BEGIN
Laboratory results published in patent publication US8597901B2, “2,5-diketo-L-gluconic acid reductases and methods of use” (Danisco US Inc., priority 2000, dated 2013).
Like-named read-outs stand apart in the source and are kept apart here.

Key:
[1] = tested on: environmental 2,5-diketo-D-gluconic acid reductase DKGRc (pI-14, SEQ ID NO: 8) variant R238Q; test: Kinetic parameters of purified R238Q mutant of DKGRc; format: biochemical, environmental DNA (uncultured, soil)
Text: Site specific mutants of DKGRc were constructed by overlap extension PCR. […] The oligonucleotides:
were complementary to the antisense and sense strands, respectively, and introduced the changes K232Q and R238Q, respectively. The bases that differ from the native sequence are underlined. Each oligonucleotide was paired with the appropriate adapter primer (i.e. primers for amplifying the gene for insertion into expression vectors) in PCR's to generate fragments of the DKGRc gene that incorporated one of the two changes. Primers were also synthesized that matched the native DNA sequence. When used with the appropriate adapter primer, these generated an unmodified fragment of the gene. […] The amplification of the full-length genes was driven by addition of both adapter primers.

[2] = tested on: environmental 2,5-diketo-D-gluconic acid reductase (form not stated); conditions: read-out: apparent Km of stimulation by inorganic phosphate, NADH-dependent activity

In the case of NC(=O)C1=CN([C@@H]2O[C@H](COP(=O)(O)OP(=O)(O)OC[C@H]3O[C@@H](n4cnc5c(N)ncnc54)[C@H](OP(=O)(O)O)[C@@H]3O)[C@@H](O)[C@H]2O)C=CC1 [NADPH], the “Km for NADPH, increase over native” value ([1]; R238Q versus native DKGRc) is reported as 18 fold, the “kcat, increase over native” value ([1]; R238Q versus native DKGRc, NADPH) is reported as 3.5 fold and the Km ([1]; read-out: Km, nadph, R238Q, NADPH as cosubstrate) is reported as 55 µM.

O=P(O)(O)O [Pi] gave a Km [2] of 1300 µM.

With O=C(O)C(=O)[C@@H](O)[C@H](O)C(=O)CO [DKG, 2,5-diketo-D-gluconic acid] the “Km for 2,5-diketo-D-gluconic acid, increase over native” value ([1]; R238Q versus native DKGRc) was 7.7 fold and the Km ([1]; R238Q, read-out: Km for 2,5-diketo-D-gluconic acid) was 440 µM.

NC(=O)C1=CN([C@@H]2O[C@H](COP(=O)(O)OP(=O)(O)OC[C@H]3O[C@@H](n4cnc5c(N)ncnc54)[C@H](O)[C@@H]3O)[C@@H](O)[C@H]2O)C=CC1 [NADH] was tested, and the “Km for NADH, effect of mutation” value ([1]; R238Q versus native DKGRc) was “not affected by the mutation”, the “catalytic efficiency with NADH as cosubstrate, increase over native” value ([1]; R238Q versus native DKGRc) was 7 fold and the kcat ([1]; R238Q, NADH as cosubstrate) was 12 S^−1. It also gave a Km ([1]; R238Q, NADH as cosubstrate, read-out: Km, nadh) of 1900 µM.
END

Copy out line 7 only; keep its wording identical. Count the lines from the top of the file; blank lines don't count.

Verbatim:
[2] = tested on: environmental 2,5-diketo-D-gluconic acid reductase (form not stated); conditions: read-out: apparent Km of stimulation by inorganic phosphate, NADH-dependent activity